have three special issues. That is one in the Astrophysical Journal that has 59 articles, another one in Astronomy and Astrophysics, it will have nearly 40 papers and I mentioned the GRL about Venus. But our statistics and we are not really performing, we are missing a lot of papers about the mission, but so far we are counting between 250 and 300 papers on the first year alone. But as I said, we are missing other papers and we are trying to catch everything about that. So this mission, this mission is producing a lot of science on its first, first year alone. Usually when I give talks like this, I got asked a question, okay, what will happen for, for the spacecraft after the seven year prime mission? If everything goes well, the hope is to continue orbiting the sun as far as we can. And in terms of propellant, we launched with 80 plus kilograms as shown by this part
here. This is what we have remain, what we have on the spacecraft. It's about 70 kilograms. And for the whole seven years of prime mission, we expect to consume about eight kilograms, less than 10 kilograms. So by the end of the seven years, we would still have something like 60 plus kilograms, the spacecraft. And as he said, if everything goes well, Parker
Solar Probe can keep going for years and years and years to come. And I hope that we will do that if we do it, it will be amazing for science. And I want to, to give a shout out to, to the Parker team and all the science team that are working out there using our data and producing science. This, this collection of photos is about how we are operating our mission during the COVID pandemic. And our team was proactive early enough to prevent any adverse impact of the COVID. And as a consequence, we are operating under nominal conditions without any impact on Parker Solar Probe.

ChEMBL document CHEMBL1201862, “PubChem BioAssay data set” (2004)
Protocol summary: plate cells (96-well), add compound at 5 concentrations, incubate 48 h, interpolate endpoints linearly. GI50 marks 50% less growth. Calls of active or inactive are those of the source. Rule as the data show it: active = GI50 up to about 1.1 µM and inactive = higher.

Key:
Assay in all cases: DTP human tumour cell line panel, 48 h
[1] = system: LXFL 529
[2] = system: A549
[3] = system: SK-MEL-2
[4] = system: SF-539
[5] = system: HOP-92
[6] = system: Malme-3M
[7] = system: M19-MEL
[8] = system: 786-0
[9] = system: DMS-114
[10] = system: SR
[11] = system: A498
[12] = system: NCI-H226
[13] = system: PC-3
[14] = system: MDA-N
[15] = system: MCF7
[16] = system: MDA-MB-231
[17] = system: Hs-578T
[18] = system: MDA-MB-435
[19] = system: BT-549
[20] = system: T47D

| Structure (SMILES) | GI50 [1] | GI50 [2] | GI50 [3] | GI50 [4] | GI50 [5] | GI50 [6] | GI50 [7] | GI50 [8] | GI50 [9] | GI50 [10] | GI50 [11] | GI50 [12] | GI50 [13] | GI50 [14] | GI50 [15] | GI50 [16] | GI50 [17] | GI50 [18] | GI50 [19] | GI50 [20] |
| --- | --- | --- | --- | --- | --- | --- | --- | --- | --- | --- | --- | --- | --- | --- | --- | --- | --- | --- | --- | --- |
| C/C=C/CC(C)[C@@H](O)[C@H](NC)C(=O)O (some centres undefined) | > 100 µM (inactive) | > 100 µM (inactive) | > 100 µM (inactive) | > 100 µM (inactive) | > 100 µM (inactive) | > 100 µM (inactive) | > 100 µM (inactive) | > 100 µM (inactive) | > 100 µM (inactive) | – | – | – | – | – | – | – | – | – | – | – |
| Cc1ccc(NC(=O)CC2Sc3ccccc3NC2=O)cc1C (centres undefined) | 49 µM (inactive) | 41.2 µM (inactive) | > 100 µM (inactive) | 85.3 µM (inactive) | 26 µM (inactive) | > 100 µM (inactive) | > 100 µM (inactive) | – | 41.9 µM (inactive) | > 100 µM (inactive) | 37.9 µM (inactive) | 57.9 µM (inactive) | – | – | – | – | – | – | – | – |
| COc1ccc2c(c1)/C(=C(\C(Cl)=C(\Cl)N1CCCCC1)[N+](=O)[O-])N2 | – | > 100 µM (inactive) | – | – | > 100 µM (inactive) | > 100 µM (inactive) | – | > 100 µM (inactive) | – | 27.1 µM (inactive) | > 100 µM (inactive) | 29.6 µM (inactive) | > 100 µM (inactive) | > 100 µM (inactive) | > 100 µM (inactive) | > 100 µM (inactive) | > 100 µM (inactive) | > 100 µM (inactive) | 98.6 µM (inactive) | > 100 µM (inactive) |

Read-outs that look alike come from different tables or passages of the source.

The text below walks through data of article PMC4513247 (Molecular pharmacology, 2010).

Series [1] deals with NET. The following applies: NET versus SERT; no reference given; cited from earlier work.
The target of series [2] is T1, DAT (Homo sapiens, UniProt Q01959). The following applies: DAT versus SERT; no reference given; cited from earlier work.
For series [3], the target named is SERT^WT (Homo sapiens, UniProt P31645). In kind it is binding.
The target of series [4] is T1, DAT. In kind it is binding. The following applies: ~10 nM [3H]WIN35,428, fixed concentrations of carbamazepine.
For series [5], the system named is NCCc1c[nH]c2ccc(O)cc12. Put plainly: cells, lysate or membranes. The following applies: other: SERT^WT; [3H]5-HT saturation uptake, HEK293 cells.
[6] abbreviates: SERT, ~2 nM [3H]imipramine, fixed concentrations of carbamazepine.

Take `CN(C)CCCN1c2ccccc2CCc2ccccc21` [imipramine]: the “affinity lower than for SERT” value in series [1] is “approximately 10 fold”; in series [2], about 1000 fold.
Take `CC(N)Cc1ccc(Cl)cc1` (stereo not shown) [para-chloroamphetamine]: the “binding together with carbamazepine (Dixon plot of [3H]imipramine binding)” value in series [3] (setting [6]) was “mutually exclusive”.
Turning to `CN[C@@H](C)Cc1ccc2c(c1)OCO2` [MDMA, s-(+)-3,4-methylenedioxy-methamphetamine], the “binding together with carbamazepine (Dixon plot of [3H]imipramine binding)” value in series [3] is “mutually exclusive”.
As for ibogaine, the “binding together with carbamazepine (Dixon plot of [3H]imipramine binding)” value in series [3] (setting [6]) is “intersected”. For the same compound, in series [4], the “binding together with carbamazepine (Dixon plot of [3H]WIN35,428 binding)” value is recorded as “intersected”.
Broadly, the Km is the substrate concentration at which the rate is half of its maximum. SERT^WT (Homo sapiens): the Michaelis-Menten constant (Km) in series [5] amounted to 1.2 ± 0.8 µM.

So, I will leave you with this movie, which is basically about to give credit to the people, some of the people who worked on the Parker mission, and it's also a little bit from memories to some of us, how the mission came about and all the moments, critical moments that we went through. So please, if you have questions, I will be happy to answer them. And thank you very much for your attention. Great. That are some questions already. Let me from Elliot, can you use the data that you've collected with the probe to make predictions about the future behavior of the staff, such as the future, such as future eruptions and their locations? We can, we can do it. We will, we'll definitely contribute to that. One of the main objective of the Parker Solar Probe mission is to understand the microphysics that govern the, the corona and the solar event. And if we get hold of that, we can basically get that knowledge and put it into models that deal with forecasting these eruptions. Yes, definitely will make advances on that. Whether the data itself that coming from Parker
Solar Probe will allow us to make the prediction, the forecast itself, I would say no, but it will help us tremendously into understanding what, what goes on when these, these phenomenon are ejected from the sun and flying toward earth, that definitely will help us doing that. Another questions for Marcy. And can you share more about the engineering behind the, the probe? How did you, do, did you determine which material would survive this type of journey? That's an excellent question. Let me say this. As I mentioned earlier that the idea of Parker, of a solar probe is over 60 years old, and we had to wait all the six decades simply because we did not have the technology to implement this mission. We did not have the right material, or the mission was I mean, astronomically expensive for NASA before. Back in 2001, NASA commissioned APL